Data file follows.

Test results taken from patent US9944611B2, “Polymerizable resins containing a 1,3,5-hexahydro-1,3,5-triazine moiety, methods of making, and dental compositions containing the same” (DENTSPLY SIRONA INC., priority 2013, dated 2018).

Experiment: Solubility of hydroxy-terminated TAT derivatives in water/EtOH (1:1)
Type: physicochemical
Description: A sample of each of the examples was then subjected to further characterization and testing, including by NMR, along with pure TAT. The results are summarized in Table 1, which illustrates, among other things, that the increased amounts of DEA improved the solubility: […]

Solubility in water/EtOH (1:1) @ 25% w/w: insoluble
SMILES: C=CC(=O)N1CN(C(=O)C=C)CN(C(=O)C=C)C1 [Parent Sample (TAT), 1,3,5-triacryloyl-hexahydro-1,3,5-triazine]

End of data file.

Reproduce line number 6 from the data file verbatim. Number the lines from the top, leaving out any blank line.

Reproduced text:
SMILES: C=CC(=O)N1CN(C(=O)C=C)CN(C(=O)C=C)C1 [Parent Sample (TAT), 1,3,5-triacryloyl-hexahydro-1,3,5-triazine]